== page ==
How does this medicine work?
Amiodarone (a-mee-oh-da-rone) is used to control abnormal heartbeats that can make an irregular or fast rhythm. A normal rhythm improves the blood and oxygen supply to the body, and gives your child more energy.
How should I give it?
Amiodarone comes as a pill, but your pharmacy may make a liquid form for you.
It is usually given once a day. Give it at regular times to keep a steady level in the bloodstream. Your child should be awake and alert when taking any medicine. Follow the checked instructions below.
___ If using the liquid form, shake well right before using. Draw up the correct amount in the medicine dropper or oral syringe. Give a small squirt of the medicine inside the cheek. To avoid choking, let your child swallow each squirt before giving more.
___ For babies, you may want to mix the medicine with a small amount of formula or breast milk and give it with a bottle nipple before feeding. Do not add medicine to a whole bottle because if your baby does not finish it, you will not know how much of the medicine was taken.
___ For children who cannot swallow pills:
- Crush it between 2 spoons, inside a plastic bag, or in folded paper.
- Mix the powder with a very small amount (about 1 teaspoon) of soft food such as applesauce, chocolate syrup, ice cream, jelly, or yogurt.
Are there any precautions about food or other medicines?
Amiodarone may be taken with food to decrease stomach upset. Do not take this medicine with grapefruit juice.
Check with the doctor, nurse practitioner, or pharmacist before giving any other prescription or non-prescription medicines, herbs, or vitamins.
What should I do if a dose is missed?
If a dose is missed and you remember within 6 hours, give the missed dose as soon as possible. However, if more than 6 hours have passed, skip the missed dose. Give the next regular dose when it is due. Never give a double dose.
If your child vomits (throws up) within 30 minutes after a dose, give it again. If your child vomits after 30 minutes, do not repeat the dose.
Call the cardiology clinic if your child misses or vomits 2 doses in a row.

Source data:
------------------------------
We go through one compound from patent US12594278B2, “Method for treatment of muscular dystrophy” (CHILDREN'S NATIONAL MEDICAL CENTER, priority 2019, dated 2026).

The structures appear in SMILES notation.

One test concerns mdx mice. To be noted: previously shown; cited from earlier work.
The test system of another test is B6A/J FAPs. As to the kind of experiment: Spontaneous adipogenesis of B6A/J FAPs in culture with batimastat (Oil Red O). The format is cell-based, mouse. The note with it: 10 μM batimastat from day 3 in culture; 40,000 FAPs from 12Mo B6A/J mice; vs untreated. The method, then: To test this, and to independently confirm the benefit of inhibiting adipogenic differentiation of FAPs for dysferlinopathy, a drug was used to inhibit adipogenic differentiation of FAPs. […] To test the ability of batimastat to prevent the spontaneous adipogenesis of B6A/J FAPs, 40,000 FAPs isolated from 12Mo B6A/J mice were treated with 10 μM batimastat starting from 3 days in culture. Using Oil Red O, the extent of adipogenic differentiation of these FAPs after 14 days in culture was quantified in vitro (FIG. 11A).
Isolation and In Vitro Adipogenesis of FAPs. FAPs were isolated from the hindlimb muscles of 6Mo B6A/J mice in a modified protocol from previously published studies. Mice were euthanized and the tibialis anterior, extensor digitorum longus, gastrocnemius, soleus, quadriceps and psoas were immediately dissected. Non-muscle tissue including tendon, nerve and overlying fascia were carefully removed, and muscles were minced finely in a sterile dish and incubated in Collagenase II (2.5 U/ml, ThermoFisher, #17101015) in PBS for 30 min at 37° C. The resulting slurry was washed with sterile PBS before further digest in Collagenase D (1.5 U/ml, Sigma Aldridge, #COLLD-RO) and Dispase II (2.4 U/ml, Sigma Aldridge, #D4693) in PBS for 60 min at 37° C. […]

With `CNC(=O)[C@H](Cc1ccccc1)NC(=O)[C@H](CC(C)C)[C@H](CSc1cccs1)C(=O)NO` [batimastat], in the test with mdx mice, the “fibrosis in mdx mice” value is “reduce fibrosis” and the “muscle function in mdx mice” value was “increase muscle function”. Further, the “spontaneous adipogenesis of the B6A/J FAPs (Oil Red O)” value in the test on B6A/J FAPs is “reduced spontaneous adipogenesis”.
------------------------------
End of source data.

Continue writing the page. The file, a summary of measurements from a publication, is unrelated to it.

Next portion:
What are the side effects?
- blue-gray coloring of the skin
- skin sensitive to the sun
- decreased energy level
- increased tiredness
- muscle weakness
- trembling or shaking
- upset stomach
To prevent sunburn, use sunscreen, a hat, and protective clothing when outdoors.
When should I call the doctor?
- shortness of breath
- jaundice (yellow skin and eyes)
- dizziness or fainting
- irregular heartbeat
- trouble breathing - call 911
What else do I need to know?
Do not suddenly stop giving this medicine without checking with your doctor. It may result in a serious change in the heart
Your cardiologist may order amiodarone blood level tests to be sure the dose is correct. Remember to schedule these to be done just before a dose is due.
Amiodarone can sometimes have effects on the liver and thyroid gland, so your doctor will check these organs at times with blood tests.
You and your child should know the names of all the medicines he or she is taking. Share this information with anyone involved in your child's care. Please remember to bring the medicine container when your child comes to the clinic or emergency department.
Always make sure you have enough medicine on hand. Each time you refill your prescriptions, check to see how many refills are left. If no refills are left, the pharmacist will need 2 or 3 days to contact the clinic to renew the prescription.
Before giving the first dose, read the label. Be sure it is what was prescribed. After a refill, if the medicine looks different to you, ask your pharmacist about it before giving it.
Check the label and expiration date before giving each dose. Ask your pharmacist what to do with outdated or unused medicines. If there is no "take-back" program, put them in the garbage.
Store all medicines in their original container and away from direct sunlight or heat. Do not store in humid places such as the bathroom. Keep them out of children's reach, locked up if possible.
If too much or the wrong kind of medicine is taken, call the Poison Control Center toll-free at 1-800-222-1222. If your child is unconscious or has a seizure, call 911.
This is not specific to your child, but provides general information. If you have any questions, please call your cardiologist
Last reviewed 8/2015
This page is not specific to your child, but provides general information on the topic above. If you have any questions, please call your clinic. For more reading material about this and other health topics, please call or visit Children's Minnesota Family Resource Center library, or visit www.childrensmn.org/educationmaterials.
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